Murakami and Sheep

There is something about sheep that I can connect with.

Not that I’ve ever really been close to a sheep. I suppose most of the sheep that I have seen were in books or drawings. Even then, it wasn’t real sheep, but pictures of sheep. Cute sheep, like fluffy cotton balls dotting a green pasture.
I could never relate bad things with sheep. They always seemed so docile and dumb– helplessly bleating “bahh bahh” or stupidly following another sheep over a cliff to death. The placid image of sheep in my head also comes from two great books that read as a child: the Bible and Heidi. Of course, there are no sheep in Heidi, which takes place in the Swiss Alps. But somehow goats and sheep sort of blended in my head as a similar animal.

But to go back to sheep.
Having a strong dislike for Murakami Haruki, I vowed never to read any of his books, but the abominable man wrote two books that had titles that forced me to buy them.
The first had ‘elephant’ in the title, the second had ‘sheep.’ Both smelly animals, but for some reason, painted as cute characters in my mind. I polished off the first in a jiffy, but took more time with second. (For your information, the title is “A Wild Sheep Chase” but that is not important. The important thing is that it is about sheep.)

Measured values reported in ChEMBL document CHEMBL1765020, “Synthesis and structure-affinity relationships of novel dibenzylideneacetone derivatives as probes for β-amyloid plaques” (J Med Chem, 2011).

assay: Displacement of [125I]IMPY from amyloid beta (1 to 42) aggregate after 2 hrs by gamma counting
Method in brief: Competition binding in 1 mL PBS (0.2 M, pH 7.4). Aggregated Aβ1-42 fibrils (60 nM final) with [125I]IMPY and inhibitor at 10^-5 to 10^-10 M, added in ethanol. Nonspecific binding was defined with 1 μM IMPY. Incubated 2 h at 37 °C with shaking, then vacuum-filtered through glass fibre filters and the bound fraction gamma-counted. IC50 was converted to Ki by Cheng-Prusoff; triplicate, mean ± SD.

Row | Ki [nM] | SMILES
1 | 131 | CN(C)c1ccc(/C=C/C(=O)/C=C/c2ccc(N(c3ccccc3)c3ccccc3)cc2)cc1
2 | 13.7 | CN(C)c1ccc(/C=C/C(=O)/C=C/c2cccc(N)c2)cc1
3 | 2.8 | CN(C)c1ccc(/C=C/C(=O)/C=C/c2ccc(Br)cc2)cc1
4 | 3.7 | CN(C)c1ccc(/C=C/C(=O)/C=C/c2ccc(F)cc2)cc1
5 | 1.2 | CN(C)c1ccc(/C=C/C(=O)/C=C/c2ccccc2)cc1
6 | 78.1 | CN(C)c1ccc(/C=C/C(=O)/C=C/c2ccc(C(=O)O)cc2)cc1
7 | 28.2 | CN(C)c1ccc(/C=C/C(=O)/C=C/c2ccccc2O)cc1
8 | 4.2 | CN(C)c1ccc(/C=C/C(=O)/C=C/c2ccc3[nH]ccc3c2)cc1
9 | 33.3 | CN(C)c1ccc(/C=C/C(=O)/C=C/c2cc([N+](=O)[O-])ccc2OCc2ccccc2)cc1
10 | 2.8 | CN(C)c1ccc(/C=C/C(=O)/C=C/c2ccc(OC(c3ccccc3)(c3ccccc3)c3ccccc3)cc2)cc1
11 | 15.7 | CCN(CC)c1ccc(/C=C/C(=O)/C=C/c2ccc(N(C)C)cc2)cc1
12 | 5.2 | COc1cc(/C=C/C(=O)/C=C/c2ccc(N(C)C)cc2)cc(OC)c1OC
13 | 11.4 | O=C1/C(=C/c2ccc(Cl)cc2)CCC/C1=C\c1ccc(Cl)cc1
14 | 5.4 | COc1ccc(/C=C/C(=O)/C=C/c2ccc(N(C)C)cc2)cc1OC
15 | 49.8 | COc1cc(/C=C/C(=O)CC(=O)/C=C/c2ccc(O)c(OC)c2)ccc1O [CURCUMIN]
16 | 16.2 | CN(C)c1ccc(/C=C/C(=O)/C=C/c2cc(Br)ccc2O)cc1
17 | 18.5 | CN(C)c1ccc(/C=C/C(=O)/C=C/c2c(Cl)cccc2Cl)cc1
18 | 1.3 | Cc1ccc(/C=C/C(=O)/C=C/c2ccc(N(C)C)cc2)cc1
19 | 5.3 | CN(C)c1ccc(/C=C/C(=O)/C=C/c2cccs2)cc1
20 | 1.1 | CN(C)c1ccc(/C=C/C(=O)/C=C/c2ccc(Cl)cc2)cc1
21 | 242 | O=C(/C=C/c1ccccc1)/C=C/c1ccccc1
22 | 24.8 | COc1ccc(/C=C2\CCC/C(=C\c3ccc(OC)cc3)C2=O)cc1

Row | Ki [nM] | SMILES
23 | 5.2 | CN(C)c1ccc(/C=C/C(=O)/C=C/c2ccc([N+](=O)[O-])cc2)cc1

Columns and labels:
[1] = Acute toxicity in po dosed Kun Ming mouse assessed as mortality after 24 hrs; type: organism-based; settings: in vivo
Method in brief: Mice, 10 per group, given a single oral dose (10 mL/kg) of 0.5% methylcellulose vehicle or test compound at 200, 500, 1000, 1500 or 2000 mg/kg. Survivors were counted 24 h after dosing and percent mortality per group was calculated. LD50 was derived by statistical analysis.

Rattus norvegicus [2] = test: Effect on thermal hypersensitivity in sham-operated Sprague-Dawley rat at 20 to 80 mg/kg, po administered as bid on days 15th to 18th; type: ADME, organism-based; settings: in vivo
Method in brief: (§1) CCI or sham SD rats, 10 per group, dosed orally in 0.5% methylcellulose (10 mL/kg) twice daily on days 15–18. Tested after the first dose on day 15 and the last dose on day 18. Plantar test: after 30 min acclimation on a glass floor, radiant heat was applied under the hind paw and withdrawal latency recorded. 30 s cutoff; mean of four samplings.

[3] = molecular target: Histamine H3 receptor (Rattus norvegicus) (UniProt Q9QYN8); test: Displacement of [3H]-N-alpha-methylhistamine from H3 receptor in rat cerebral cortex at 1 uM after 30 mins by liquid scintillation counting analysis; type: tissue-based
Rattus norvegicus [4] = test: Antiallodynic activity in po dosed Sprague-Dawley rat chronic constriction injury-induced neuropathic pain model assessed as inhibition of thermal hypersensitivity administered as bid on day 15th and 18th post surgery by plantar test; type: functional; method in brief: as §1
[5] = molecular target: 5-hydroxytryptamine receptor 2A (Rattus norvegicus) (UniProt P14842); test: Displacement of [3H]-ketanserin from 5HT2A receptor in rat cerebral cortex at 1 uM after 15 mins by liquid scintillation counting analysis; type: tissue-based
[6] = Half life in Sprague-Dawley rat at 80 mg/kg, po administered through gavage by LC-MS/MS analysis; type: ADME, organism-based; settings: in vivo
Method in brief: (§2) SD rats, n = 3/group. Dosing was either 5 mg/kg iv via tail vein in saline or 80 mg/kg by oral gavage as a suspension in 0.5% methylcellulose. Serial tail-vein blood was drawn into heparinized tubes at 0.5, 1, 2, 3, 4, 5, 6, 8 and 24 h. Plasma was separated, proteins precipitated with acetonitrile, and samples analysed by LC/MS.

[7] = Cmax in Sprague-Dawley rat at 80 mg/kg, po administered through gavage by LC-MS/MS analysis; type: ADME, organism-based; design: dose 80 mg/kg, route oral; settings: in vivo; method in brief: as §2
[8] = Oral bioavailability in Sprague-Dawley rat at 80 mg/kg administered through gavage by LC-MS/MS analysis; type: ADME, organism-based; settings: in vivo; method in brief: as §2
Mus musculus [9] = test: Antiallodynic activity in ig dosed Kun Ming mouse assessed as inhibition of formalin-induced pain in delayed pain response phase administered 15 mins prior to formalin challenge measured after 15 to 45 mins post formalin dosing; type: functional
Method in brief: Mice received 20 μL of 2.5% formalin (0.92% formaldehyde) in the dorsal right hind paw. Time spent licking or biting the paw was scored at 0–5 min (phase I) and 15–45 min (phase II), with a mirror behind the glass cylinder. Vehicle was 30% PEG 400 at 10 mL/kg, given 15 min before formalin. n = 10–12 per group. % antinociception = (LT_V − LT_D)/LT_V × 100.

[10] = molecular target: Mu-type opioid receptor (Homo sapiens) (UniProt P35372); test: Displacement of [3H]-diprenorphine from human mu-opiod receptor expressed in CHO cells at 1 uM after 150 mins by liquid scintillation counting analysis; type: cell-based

It made me even more angry that Murakami wrote about sheep. Because sheep is supposed to be my thing. I was going to write a weird abstract story about a sheep. But now I can’t since whatever I write now on sheep will only seem like a copy of Murakami. So I can’t write about sheep. It is like the screenplay I started writing about a young man who moves into a house that is occupied by the ghost of a young woman. I had written the synopsis and the first two scenes when I read a newspaper article that some Korean director was filming a movie that had almost the same synopsis as my screenplay. I never bothered to finish it.

Being in the confused mood that I am these days, I wonder if there is anything new at all. Last week, a friend visited my place and looked at some of my recent paintings. “That looks like Van Gogh, that looks like Munch,” she said. I felt the same way I did back in my freshman year of college, when a girl looked at my earrings and said, “Oh, you’re wearing ***-style earrings!”
I was like, “No, I bought these a long time ago and I don’t even know that celebrity.”

So this is a posting about sheep. Lost sheep. Unintentionally stolen sheep. Perhaps you may now understand why I am mad at Murakami.

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One response to “Murakami and Sheep

  1. Pingback: Be a sheep! « Arctic Penguin·

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